DelDOT analyzing Dewey-to-Fenwick corridor

When flooding closes segment, long detours follow
September 27, 2022

If flooding forces transportation officials to close Route 1 between Bethany Beach and Dewey Beach, motorists must take an 18-mile detour through Millsboro and Dagsboro.

The Delaware Department of Transportation recognizes this isn’t an ideal scenario, so it’s working with consultants on the SR 1 Coastal Corridor Resiliency Study to develop and prioritize future improvements and projects for the six-mile stretch between Dewey Beach and the Maryland state line.

“This is a high-level planning study that we're beginning right now,” said Joe Hofstee of DelDOT consultant AECOM. “It is not a design project, but what we're looking to do from this study is begin to break out future projects, which will be identified as part of this project, and prioritize for moving forward.”

Hofstee said the study is funded by a Federal Emergency Management Agency grant. Officials from DelDOT and AECOM offered the study’s first public presentation Sept. 20. Based in part from public input, AECOM will develop a draft technical report later this fall, with a second public workshop expected in winter 2023. By the end of 2023, project officials anticipate DelDOT will submit grant applications for future projects identified in the study.

DelDOT Secretary Nicole Majeski said one of the study’s goals is to examine the impact climate change and sea-level rise have on transportation and infrastructure, and incorporate resilient, sustainable mitigation measures into planning, design, construction and maintenance.

“[With Delaware] as the lowest-lying state, creating resilient infrastructure in the face of roadway flooding is a challenge,” she said. “We have been, and continue to be, challenged by frequently flooded roadways – even on sunny days. The SR 1 corridor between Dewey Beach and the Maryland state line is particularly vulnerable, with effects coming from both the ocean and the bay.”

Coastal models will be used to establish existing and probable future conditions. Future conditions are important because DelDOT and AECOM want to look at potential sea-level rise and increased frequency of storm events, Hofstee said. Also important to the study is a sediment transport model that looks at the movement of sand and potential dune erosion.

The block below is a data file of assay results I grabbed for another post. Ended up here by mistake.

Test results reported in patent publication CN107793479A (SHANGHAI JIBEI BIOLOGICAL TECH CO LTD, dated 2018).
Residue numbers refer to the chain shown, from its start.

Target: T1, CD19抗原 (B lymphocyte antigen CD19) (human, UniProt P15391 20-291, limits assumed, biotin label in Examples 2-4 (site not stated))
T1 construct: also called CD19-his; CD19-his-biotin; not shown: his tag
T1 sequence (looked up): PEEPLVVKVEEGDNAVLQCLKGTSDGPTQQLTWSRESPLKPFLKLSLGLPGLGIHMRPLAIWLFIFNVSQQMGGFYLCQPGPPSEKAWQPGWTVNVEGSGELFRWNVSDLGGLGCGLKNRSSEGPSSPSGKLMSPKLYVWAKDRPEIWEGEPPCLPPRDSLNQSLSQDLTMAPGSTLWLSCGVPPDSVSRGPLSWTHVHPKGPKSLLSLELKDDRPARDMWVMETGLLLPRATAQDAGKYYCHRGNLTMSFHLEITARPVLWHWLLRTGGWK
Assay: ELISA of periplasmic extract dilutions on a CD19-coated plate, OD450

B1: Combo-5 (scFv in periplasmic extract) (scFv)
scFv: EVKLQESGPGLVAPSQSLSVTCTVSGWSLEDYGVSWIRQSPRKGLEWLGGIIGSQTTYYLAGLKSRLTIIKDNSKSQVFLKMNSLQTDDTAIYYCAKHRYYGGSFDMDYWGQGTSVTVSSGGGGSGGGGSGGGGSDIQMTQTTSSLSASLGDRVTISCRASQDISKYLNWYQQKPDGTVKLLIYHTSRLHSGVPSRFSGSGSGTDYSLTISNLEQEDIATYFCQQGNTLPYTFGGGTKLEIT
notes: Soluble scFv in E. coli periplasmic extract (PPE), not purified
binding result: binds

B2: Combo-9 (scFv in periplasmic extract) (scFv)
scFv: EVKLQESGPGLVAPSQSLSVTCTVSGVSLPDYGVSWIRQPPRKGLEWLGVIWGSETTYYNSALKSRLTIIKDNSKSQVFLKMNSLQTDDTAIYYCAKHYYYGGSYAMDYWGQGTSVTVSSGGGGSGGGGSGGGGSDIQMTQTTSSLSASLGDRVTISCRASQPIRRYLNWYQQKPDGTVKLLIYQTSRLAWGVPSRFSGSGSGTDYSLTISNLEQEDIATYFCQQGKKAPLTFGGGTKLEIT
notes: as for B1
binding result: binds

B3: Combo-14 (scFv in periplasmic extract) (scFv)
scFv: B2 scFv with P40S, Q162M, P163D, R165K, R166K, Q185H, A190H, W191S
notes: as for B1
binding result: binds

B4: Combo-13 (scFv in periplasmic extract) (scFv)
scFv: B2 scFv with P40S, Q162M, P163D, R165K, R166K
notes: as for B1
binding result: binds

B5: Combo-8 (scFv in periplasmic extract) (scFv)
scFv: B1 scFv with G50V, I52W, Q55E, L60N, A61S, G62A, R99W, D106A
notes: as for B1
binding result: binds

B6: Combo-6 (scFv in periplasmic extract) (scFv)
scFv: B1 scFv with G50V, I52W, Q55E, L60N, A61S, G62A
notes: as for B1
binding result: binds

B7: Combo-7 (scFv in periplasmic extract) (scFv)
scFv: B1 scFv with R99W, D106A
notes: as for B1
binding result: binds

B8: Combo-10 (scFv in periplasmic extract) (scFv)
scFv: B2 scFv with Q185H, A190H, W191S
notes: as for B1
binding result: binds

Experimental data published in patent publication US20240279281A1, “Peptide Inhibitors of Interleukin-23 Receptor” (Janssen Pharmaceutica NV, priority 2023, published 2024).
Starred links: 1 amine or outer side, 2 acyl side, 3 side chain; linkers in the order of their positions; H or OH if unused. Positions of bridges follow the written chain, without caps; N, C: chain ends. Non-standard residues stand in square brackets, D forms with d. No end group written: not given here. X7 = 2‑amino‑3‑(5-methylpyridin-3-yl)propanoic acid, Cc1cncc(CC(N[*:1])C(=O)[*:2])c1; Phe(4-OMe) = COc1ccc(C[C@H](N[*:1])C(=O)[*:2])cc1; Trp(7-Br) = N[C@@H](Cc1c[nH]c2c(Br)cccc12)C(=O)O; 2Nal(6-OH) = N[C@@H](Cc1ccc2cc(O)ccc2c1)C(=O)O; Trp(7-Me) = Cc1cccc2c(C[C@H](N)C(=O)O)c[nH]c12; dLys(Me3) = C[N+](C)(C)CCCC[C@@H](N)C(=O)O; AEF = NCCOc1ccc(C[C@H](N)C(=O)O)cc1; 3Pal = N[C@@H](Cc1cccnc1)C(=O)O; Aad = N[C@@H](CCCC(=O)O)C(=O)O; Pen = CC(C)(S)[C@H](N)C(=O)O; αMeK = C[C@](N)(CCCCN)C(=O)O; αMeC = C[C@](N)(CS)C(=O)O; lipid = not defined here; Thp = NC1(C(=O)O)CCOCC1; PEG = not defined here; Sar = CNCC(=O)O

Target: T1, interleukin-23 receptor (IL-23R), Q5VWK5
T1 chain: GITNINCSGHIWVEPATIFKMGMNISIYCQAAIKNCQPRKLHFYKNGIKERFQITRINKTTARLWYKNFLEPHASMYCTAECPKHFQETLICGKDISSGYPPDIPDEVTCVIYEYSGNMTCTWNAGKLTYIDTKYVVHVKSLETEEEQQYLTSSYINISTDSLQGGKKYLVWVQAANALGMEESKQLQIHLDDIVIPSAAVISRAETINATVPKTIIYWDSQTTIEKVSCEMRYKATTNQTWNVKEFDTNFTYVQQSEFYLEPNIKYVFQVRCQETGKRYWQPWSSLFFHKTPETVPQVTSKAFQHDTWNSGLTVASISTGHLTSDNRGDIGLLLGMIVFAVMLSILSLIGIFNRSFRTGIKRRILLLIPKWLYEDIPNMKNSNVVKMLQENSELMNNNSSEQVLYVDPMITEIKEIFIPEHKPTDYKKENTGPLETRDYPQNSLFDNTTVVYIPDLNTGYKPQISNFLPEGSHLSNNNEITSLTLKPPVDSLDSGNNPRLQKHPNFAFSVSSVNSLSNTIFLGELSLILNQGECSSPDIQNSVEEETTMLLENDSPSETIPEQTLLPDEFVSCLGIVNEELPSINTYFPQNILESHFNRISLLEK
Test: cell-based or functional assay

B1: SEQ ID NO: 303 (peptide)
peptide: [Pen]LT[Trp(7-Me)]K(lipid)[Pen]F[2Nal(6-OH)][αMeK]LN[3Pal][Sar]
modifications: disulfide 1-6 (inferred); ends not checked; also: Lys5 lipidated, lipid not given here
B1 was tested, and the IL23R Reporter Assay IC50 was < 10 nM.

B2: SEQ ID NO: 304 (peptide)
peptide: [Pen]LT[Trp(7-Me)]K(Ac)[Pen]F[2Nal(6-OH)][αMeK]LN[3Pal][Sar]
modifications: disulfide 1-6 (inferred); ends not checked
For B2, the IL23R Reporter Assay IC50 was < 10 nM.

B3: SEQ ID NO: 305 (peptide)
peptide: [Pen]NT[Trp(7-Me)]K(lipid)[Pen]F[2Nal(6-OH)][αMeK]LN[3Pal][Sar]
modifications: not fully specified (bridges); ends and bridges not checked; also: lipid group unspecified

“We want to make sure [dunes] can withstand a storm event and if they’ll be there to hold back the water, and to also look at future mitigation alternatives to see if they can withstand it,” Hofstee said.

Kira Murphy, a marine structural engineer with AECOM, said the design team is evaluating several primary and secondary flood mitigation measures, which include a variety of approaches such as raising roadways, building flood walls and other barriers, and creating living shorelines.

Murphy said each mitigation measure will be evaluated based on specific criteria including level of protection provided, construction and maintenance costs, physical constraints, environmental effects and others.

“SR 1 is vital to the economic well-being of the area and the state as a whole,” Hofstee said. “We want to make sure that we can keep those resort areas open – the restaurants, the businesses – and allow people to get to their homes and bring income to to the state.”

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Primary flood mitigation measures

  • Exposed flood wall - A vertical barrier built to retain floodwaters
  • Buried flood wall or structural dune - Typically made from concrete or steel sheet pile and covered with soil or sand to form a berm or dune
  • Short-term deployables - Temporary solutions for flood protection such as water-filled bladder barriers, L-shaped barriers, sandbags or geotextile bags
  • Permanent deployables - Long-term solutions for flood protection such as slip-up gates, swing gates or sliding gates
  • Raised or rerouted roadways

Secondary flood mitigation measures

  • Living shorelines - Bioengineered, natural infrastructure solution that assists with shore stabilization and protects against erosion
  • Revetments - Sloping structures made out of stone to provide slope stabilization, erosion protection and energy absorption


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